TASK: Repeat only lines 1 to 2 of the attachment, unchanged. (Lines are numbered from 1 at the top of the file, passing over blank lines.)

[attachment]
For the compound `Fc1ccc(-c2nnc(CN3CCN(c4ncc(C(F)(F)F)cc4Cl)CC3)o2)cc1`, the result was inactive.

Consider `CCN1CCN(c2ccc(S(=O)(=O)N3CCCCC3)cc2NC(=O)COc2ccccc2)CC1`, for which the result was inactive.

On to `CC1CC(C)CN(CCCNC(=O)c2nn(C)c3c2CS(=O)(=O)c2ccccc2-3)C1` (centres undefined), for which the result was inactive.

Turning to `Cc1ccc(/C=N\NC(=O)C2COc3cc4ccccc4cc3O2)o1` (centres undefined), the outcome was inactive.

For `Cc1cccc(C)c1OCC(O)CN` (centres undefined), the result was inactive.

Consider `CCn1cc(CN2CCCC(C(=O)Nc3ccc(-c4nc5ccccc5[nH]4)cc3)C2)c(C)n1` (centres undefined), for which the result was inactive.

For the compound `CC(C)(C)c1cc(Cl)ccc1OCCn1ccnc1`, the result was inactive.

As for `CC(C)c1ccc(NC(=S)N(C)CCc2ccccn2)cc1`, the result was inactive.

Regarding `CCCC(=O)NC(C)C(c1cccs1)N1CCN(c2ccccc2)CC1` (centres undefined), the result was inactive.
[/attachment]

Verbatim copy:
For the compound `Fc1ccc(-c2nnc(CN3CCN(c4ncc(C(F)(F)F)cc4Cl)CC3)o2)cc1`, the result was inactive.

Consider `CCN1CCN(c2ccc(S(=O)(=O)N3CCCCC3)cc2NC(=O)COc2ccccc2)CC1`, for which the result was inactive.